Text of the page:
After my last report, I unfortunately had to remain in Nampula for a few days due to a stomach problem. It's no fun throwing up in a communal toilet that doesn't flush (and I didn't need any more encouragement!). Also, during that time I heard that my mother was in hospital with a heart attack - not the sort of news one wants to receive at any time. I was pleased to get out of the place, and a couple of days later I was at the coast, on the Ilha De Mocambique. This island is linked to the mainland by a narrow bridge about 3 km's long, and the island itself is about 2 km by 500 m in size (and built up wall to wall). There are many historic buildings, making it a world heritage site (the old castle dates back to the 1550's). After 2 days on the island I took a dhow across the bay to Mossuril, and cycled on to the small holiday resort of Chocas. When loading the bike (Saartjie) on the boat the skipper insisted on taking charge himself. He nonchalantly pushed Saartjie down to the beach at a trot, but when the bike hit the sand she flung the poor guy towards the water in true acrobatic fashion. While the man was down I had a strong urge to stand on his throat, as Saartjie was lying on her side with clean oiled chain in the sand. In the end I took pity on the hapless mariner, as the ever present spectator crowd was bent over in raucus laughter - at his expense. Now I'm in the port of Nacala, camping at Bay Diving just outside the town in a beautiful spot on Nacala bay. I'll probably move on up the coast tomorrow or the next day. Distances since Nampula have been:- Namialo 92 km; Isla De Moçambique 97 km; Chocas 18 km; Nacala 119 km; and Nacala Bay 23 km.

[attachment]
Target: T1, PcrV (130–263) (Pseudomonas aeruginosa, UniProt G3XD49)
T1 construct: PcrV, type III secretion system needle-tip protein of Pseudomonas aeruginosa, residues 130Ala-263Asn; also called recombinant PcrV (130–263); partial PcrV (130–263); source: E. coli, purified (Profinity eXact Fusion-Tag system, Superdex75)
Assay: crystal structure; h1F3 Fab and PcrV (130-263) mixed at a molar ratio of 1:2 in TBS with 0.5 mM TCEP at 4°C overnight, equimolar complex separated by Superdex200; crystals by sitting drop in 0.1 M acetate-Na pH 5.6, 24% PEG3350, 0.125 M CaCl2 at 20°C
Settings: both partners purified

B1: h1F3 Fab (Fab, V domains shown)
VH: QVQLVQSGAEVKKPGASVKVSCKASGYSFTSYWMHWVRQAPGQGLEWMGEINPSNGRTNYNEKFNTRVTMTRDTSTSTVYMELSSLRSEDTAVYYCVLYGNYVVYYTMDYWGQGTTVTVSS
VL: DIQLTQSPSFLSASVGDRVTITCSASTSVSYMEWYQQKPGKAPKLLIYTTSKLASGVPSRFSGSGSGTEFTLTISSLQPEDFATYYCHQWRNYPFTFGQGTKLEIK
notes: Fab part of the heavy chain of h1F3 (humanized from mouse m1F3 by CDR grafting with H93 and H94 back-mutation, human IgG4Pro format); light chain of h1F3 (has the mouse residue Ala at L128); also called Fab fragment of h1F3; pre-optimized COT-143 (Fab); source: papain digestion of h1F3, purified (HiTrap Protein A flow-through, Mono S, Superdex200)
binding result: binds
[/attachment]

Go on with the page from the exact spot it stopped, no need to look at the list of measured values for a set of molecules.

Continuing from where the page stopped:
Wednesday, 18 July 2007